ALBANY, N.Y. (AP) — New York Attorney General Eric Schneiderman is pressing TransUnion and Experian to explain what cybersecurity they have in place to protect sensitive consumer information following a recent breach at Equifax that exposed the data of 143 million Americans.In letters to executives at the two credit monitoring companies, the Democratic attorney general asked them to describe their existing security systems as well as what changes they've made since the Equifax cyberattack."The unprecedented data breach experienced by Equifax Inc.
NYS Entity Status
- Dissolution by Proclamation / Annulment of Authority (Sep 29, 1993)
NYS Filing Date
FEBRUARY 03, 1988
NYS DOS ID#
NYS Entity Type
DOMESTIC BUSINESS CORPORATION
1988 - COASTAL SECURITY SYSTEMS, INC.
Around the Web
- NY AG presses TransUnion, Experian for cybersecurity details
By DAVID KLEPPER, Associated Press - Tuesday Sep 19, 2017
- Hurricane Harvey Heads for Texas Fracking's Favorite Port
By Eric Holthaus - Friday Aug 25, 2017
Corpus Christi, a critical port for the Texas oil and gas industry, is also one of the most vulnerable places in America when it comes to coastal flooding.
- Cisco Bets on Security to Drive Switch Sales
Tuesday Jun 20, 2017
Cisco Systems Inc. is placing a major bet on security to revive sluggish sales of networking switches, its biggest business, as part of a multiyear effort to fend off competitors and turn around the struggling company.
- Companies still hobbled from fearsome cyberattack
By FRANK BAJAK and RAPHAEL SATTER, Associated Press - Friday Jun 30, 2017
The Heritage Valley Health System couldn't offer lab and diagnostic imaging services at 14 community and neighborhood offices in western Pennsylvania.DLA Piper, a London-based law firm with offices in 40 countries, said on its website that email systems were down; a receptionist said email hadn't been restored by the close of business day.An employee at an international transit company at Lima's port of Callao told The Associated Press that Maersk employees' telephone system and email had been knocked out by the virus — so they were "stuck using their personal cellphones."Security researchers now concur that while NotPetya was wrapped in the guise of extortionate "ransomware" — which encrypts files and demands payment — it was really designed to exact maximum destruction and disruption, with Ukraine the clear target.Computers were disabled there at banks, government agencies, energy companies, supermarkets, railways and telecommunications providers.Robert M. Lee, CEO of Dragos Inc. and an expert on cyberattacks on infrastructure including Ukraine's power grid, said the rules of cyberespionage appear to be changing, with sophisticated actors — state-sponsored or not — violating what had been established norms of avoiding collateral damage.Besides NotPetya, he pointed to the May ransomware dubbed "WannaCry," a major cyberassault that some experts have blamed on North Korea.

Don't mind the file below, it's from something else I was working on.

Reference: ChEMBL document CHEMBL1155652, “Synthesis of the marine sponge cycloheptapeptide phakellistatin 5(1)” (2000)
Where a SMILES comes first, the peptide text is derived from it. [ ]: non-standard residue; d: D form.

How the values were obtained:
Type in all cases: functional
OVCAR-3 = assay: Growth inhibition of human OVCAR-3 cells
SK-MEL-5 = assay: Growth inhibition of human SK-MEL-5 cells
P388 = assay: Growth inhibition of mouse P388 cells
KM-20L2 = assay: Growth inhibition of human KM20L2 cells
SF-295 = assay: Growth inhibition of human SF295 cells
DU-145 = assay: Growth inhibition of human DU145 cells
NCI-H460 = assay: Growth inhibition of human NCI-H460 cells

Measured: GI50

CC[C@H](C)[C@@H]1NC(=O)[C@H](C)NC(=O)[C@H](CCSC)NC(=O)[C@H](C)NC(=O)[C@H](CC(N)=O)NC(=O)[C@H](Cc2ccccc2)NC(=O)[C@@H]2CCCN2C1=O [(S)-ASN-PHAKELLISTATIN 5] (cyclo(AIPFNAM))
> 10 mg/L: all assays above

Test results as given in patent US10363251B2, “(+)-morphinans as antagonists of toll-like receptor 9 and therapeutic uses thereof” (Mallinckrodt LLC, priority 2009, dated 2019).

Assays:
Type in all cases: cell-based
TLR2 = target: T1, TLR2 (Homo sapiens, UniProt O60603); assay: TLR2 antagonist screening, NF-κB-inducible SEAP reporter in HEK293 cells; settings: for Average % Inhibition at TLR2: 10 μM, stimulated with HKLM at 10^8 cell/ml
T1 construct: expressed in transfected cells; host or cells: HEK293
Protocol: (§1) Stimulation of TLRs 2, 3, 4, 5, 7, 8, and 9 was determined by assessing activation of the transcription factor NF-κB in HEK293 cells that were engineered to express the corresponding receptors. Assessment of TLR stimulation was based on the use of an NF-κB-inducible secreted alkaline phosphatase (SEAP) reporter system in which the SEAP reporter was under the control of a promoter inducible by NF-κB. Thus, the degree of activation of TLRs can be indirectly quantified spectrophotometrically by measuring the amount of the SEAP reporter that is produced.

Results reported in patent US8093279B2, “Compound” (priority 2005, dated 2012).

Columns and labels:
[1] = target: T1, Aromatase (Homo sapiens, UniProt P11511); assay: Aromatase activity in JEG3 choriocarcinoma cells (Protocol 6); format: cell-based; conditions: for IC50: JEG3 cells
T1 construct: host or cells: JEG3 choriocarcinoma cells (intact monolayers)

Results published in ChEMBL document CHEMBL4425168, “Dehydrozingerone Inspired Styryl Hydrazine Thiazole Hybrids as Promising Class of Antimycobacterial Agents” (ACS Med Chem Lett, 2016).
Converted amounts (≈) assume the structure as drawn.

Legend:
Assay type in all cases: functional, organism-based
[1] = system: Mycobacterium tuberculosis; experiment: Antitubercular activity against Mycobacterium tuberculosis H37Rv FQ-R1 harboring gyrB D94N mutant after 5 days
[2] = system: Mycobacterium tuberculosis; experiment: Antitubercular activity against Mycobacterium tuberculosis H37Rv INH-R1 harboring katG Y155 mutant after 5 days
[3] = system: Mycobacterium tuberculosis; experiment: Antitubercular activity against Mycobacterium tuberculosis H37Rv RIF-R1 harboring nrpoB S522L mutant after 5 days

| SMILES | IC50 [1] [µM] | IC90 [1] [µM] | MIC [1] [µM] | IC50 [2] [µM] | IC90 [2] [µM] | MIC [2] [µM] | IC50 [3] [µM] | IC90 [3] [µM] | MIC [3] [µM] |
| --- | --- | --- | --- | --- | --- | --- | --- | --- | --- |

- Homeland security secretary says ports a terrorism priority
By MICHAEL BALSAMO, Associated Press - Friday Jul 21, 2017
(AP) — U.S. Homeland Security Secretary John Kelly says security at the nation's ports is a top priority to preventing terrorism.Kelly boarded a Coast Guard cutter in Long Beach on Thursday and watched a new unit conduct a demonstration responding to a mock radiological threat.
- Martin Shkreli Was ‘His Own Worst Enemy,’ Juror Says
By STEPHANIE CLIFFORD and COLIN MOYNIHAN - Monday Aug 21, 2017
The jury thought Mr. Shkreli committed fraud, a juror said, but did not find “that he had the intent and purpose” to cause anyone to lose money.